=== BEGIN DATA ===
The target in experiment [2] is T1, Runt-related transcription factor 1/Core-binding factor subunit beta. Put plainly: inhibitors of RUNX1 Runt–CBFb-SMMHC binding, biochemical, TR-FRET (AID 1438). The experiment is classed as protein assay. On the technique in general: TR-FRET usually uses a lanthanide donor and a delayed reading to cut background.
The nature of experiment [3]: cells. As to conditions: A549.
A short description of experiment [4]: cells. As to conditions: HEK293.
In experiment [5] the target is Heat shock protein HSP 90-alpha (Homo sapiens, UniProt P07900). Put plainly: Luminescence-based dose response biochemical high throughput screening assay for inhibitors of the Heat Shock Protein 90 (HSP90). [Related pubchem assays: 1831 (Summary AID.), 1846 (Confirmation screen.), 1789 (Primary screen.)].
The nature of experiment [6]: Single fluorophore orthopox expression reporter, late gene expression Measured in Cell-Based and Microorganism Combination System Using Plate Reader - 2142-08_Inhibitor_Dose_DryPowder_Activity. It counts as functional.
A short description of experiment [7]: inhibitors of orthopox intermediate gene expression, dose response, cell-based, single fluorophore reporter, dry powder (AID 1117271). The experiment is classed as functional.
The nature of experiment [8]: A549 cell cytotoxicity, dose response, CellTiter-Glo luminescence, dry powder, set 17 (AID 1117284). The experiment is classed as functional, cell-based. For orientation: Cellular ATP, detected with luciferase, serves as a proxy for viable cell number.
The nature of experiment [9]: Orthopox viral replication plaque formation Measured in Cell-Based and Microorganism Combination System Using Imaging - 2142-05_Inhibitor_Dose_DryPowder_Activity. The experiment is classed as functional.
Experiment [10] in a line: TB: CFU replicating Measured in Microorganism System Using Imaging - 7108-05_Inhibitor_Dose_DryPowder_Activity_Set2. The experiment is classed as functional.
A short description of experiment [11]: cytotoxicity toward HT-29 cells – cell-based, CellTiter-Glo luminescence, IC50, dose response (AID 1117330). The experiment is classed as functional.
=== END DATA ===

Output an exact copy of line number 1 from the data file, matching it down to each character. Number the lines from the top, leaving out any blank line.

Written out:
The target in experiment [2] is T1, Runt-related transcription factor 1/Core-binding factor subunit beta. Put plainly: inhibitors of RUNX1 Runt–CBFb-SMMHC binding, biochemical, TR-FRET (AID 1438). The experiment is classed as protein assay. On the technique in general: TR-FRET usually uses a lanthanide donor and a delayed reading to cut background.